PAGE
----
Common Allergy and Intolerance Symptoms
Allergies and Intolerances can induce a range of symptoms, making them difficult to detect. Additionally, a trigger food for one person may provoke completely different reactions in someone else. Items like gluten, dairy, nuts and pet hair are common issues. Here listed are the most common reactions, along with symptoms they can portray.
Bloating is a common symptom of food intolerances. Defined as swelling or distension in the abdomen, it can mean visible distension for some, but others experience the sensation without any visible physical change. As bloating is contained to the digestive system, it’s often linked with excessive wind (eructation and flatulence) and discomfort.
Bloating can stem from various imbalances within the body, a common one being a food allergy or intolerance. Symptoms may also arise as a side effect from dehydration, anxiety, stress, and pregnancy.
Other causes are:
Abnormal intestinal contractions
Lacking nutrients (or struggling to absorb them)
Constipation is where you find it difficult to pass stools, or they become painful to pass. The increased excrement in your bowels can trigger cramps, bloating, stomach pain, and a decrease in hunger.
Constipation is often caused by the intestines absorbing a lot of water from your digestive system, due to it being needed elsewhere. This slows the movement of faecal matter and prevents you from being able to poo. A common cause of constipation is through eating foods which you have a sensitivity to.
Diarrhoea can be very embarrassing when an attack strikes; but what is it? Diarrhoea is an increase in the frequency of excretion, usually, the stool is much looser and liquid-like.
Since it’s pretty natural to try and hold it until you’re near a toilet, it’s commonly followed by a painful stomach and bloating. You may find a fever or increased thirst is also present if it’s linked with an ongoing illness.
Diarrhoea is common among those with an undiagnosed food allergy or intolerance. The digestive system tries to remove the trigger food by flushing it out of the system as quick as possible. If you suffer from regular diarrhoea, then an allergy or intolerance test could help prevent it. Regularly consuming something that you’re allergic to for a prolonged period could cause IBS (Irritable Bowel Syndrome) and malabsorption of nutrients.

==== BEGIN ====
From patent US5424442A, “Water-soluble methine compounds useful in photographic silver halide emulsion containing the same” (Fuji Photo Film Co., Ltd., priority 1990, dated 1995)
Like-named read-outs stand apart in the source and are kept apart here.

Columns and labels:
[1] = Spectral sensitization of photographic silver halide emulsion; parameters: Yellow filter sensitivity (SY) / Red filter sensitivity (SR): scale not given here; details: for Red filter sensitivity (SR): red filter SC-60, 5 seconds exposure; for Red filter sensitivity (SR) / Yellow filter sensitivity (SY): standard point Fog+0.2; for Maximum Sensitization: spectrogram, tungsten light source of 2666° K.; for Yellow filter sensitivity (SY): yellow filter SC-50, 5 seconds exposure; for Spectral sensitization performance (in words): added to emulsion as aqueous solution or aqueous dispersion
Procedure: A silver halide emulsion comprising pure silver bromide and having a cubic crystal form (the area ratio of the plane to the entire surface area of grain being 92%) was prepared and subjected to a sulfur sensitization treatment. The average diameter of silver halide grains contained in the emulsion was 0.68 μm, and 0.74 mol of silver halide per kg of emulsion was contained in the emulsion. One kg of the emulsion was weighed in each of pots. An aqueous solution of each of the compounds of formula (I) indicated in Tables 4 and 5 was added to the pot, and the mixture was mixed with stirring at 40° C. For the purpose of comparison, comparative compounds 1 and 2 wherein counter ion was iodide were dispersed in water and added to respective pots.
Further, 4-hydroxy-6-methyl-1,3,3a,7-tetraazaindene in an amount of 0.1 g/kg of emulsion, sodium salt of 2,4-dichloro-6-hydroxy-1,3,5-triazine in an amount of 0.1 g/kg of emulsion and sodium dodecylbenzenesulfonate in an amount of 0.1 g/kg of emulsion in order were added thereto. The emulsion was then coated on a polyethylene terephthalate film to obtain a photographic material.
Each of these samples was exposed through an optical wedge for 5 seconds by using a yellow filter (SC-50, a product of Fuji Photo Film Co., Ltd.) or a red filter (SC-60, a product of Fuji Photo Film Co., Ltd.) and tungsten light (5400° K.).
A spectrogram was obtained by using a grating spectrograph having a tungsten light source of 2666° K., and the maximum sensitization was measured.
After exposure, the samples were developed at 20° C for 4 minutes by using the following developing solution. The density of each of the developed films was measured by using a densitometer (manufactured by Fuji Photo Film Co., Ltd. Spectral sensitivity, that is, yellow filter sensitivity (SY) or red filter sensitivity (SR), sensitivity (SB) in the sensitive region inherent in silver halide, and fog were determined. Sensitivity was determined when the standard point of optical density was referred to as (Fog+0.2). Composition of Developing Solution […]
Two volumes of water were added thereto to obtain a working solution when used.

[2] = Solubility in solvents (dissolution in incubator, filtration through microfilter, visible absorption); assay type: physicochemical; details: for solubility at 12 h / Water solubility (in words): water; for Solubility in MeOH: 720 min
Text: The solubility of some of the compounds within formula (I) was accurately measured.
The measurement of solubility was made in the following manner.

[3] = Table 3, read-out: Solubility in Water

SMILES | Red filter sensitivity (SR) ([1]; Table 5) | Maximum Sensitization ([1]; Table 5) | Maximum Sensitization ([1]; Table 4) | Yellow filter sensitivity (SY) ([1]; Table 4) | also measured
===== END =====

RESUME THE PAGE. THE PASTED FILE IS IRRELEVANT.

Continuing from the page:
Referring to both physical and mental exertion, this is easily missed as a sign of food sensitivity. In today’s fast-paced world and busy, many can ignore feeling tired, passing it off as an unequal work/life balance. Disregarding these symptoms for too long have shown to be a primary cause of mental health issues.
Due to the body needing longer to properly process foods that it’s reacting to, it has to use more energy to aid digestion. Understanding your allergies and intolerances can help you avoid these items allowing you to digest more efficiently and have more energy.
A sudden headache can be crippling and inhibit you from getting through your normal day. There are different types of headaches though, categorised into primary and secondary. But its only secondary headaches that can be caused by intolerances and allergies.
Eating trigger foods or simply smelling the items can be enough to set off a headache, due to vapours entering the nasal canal. Unfortunately, headaches are a highly misdiagnosed intolerance symptom, due to their association with more commonly known problems, such as:
Dehydration (see constipation)
Or even hangover
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